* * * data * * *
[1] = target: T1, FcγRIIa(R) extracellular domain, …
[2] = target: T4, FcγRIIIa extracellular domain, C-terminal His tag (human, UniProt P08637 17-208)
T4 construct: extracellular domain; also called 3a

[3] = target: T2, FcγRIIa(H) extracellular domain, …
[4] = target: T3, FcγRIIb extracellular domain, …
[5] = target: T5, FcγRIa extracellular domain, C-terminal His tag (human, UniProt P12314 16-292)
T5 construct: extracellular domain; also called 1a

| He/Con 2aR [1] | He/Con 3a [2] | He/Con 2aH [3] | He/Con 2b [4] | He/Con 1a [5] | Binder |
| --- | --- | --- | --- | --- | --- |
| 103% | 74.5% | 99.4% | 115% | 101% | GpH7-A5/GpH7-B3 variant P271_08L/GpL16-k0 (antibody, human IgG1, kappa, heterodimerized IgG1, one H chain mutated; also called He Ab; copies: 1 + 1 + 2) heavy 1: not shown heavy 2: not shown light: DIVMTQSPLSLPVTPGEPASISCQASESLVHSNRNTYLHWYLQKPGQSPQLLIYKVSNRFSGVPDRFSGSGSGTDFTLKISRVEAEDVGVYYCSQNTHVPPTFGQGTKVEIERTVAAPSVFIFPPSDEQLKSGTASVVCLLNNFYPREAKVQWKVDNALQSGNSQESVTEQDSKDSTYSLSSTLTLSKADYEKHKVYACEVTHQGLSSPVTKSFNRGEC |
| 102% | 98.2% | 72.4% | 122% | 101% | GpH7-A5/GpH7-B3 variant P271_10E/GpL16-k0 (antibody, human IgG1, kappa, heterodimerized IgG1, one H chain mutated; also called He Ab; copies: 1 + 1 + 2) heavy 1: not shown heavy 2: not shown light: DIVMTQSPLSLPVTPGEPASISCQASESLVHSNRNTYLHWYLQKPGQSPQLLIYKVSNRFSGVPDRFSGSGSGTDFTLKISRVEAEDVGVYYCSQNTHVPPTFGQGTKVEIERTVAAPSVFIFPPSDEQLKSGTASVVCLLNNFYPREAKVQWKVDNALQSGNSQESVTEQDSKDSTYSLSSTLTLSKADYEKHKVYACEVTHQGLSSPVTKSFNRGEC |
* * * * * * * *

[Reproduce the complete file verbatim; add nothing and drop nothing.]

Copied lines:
[1] = target: T1, FcγRIIa(R) extracellular domain, …
[2] = target: T4, FcγRIIIa extracellular domain, C-terminal His tag (human, UniProt P08637 17-208)
T4 construct: extracellular domain; also called 3a

[3] = target: T2, FcγRIIa(H) extracellular domain, …
[4] = target: T3, FcγRIIb extracellular domain, …
[5] = target: T5, FcγRIa extracellular domain, C-terminal His tag (human, UniProt P12314 16-292)
T5 construct: extracellular domain; also called 1a

| He/Con 2aR [1] | He/Con 3a [2] | He/Con 2aH [3] | He/Con 2b [4] | He/Con 1a [5] | Binder |
| --- | --- | --- | --- | --- | --- |
| 103% | 74.5% | 99.4% | 115% | 101% | GpH7-A5/GpH7-B3 variant P271_08L/GpL16-k0 (antibody, human IgG1, kappa, heterodimerized IgG1, one H chain mutated; also called He Ab; copies: 1 + 1 + 2) heavy 1: not shown heavy 2: not shown light: DIVMTQSPLSLPVTPGEPASISCQASESLVHSNRNTYLHWYLQKPGQSPQLLIYKVSNRFSGVPDRFSGSGSGTDFTLKISRVEAEDVGVYYCSQNTHVPPTFGQGTKVEIERTVAAPSVFIFPPSDEQLKSGTASVVCLLNNFYPREAKVQWKVDNALQSGNSQESVTEQDSKDSTYSLSSTLTLSKADYEKHKVYACEVTHQGLSSPVTKSFNRGEC |
| 102% | 98.2% | 72.4% | 122% | 101% | GpH7-A5/GpH7-B3 variant P271_10E/GpL16-k0 (antibody, human IgG1, kappa, heterodimerized IgG1, one H chain mutated; also called He Ab; copies: 1 + 1 + 2) heavy 1: not shown heavy 2: not shown light: DIVMTQSPLSLPVTPGEPASISCQASESLVHSNRNTYLHWYLQKPGQSPQLLIYKVSNRFSGVPDRFSGSGSGTDFTLKISRVEAEDVGVYYCSQNTHVPPTFGQGTKVEIERTVAAPSVFIFPPSDEQLKSGTASVVCLLNNFYPREAKVQWKVDNALQSGNSQESVTEQDSKDSTYSLSSTLTLSKADYEKHKVYACEVTHQGLSSPVTKSFNRGEC |